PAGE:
There’s no question that consumers have nearly limitless choices when it comes to buying a smartphone. There are more than a dozen high-profile manufacturers, some of which push out over a dozen phone models each year just on their own. That’s not even factoring in the offerings from smaller players.
However, as limitless as those choices might seem, the pool of possibilities gets much smaller when you start factoring in your essential smartphone features. These “deal breaker” features are aspects of a smartphone that you absolutely cannot do without. Once you start shopping with these essential smartphone features in mind, your choices might get so small that you could only have one device left that fits your needs. Sometimes, you’ll find that nothing meets your needs at all.
Maybe you don’t have any idea what I’m talking about. Maybe you don’t have a mental list of all the things you need a smartphone to have or do in order to be worthy of your cash. If that’s the case, check out my own personal list of essential smartphone features below. This list could help you come to your own conclusions and help you be a more savvy shopper.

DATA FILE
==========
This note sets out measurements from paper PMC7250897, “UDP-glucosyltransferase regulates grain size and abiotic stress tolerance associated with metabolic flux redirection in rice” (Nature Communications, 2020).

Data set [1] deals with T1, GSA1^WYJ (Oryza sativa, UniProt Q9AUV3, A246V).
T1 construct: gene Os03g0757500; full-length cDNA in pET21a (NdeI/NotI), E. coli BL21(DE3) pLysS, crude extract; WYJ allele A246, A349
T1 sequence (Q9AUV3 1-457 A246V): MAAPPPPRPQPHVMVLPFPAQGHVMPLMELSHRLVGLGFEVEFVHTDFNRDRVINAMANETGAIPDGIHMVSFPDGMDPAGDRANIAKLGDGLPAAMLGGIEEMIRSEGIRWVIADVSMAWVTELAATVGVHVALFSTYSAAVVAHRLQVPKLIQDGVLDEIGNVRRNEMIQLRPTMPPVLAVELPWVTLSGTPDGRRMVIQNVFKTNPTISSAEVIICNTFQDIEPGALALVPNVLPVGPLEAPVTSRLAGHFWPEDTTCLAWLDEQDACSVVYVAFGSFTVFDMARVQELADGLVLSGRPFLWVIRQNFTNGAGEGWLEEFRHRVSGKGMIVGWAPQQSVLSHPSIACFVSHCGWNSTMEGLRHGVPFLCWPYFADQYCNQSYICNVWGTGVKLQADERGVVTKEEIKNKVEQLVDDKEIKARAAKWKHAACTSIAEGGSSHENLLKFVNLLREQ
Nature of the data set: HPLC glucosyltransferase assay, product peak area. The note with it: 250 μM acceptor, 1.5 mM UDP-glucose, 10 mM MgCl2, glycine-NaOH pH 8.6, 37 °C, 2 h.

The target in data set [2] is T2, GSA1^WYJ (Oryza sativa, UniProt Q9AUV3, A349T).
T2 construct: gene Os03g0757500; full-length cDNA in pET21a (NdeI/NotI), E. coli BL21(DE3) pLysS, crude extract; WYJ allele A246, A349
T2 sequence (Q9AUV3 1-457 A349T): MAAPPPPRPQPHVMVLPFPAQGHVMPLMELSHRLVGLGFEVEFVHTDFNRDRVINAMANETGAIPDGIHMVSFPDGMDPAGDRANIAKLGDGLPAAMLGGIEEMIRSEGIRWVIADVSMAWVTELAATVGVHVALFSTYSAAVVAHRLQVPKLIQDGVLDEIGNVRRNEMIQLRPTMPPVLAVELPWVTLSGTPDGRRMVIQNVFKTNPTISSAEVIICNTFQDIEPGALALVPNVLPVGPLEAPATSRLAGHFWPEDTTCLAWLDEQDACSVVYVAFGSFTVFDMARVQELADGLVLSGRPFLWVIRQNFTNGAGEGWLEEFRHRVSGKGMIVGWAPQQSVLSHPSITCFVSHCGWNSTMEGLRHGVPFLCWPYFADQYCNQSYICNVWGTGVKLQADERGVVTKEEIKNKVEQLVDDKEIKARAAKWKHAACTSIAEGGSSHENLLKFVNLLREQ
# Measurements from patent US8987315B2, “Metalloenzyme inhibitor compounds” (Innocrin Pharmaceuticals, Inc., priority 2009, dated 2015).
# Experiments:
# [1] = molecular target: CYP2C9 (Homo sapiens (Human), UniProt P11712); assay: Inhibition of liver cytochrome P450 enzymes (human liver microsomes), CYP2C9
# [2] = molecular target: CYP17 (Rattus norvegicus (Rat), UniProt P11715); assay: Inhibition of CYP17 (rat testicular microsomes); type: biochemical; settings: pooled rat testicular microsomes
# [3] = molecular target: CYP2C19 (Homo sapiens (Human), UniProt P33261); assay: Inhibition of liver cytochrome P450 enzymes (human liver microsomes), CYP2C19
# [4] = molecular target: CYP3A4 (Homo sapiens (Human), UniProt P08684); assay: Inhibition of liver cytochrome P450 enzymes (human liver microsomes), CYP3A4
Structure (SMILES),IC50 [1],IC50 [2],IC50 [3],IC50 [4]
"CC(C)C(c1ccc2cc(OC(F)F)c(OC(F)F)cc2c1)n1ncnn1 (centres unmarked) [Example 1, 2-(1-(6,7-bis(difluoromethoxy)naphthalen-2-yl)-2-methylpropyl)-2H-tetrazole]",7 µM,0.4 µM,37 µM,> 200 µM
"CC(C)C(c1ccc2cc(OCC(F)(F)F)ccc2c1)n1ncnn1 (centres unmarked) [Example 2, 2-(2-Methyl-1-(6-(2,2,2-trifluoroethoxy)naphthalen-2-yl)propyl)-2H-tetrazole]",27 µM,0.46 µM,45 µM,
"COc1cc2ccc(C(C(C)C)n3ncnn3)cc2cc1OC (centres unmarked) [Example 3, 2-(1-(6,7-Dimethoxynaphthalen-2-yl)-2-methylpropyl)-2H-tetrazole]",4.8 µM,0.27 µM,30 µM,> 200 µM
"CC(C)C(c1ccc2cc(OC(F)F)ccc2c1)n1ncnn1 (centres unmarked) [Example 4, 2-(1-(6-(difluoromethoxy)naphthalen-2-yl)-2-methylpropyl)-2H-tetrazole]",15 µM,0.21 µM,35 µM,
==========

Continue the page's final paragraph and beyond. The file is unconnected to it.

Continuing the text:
For the sake of clarity, I’m not going to include the “basics” of a smartphone, such as Bluetooth support, Wi-Fi support, a camera on the front and back, etc. Yes, these are obviously essential smartphone features, but you’d be hard-pressed to find a recent phone that doesn’t include them.
These features aren’t in any particular order, as they are all equally important as far as I’m concerned. When you’re done reading, cast a vote in the poll at the bottom and let me know what your own essential smartphone features are! Who knows, maybe you’ll change my mind.
A bloat-free, lean Android skin
Unlike a lot of Android fanboys, I am not fond of vanilla Android. I find it too anemic for my own personal taste. I like when companies add to the Android experience by including interesting features, designs, and additional details that make Android a pleasure to use on a day-to-day basis.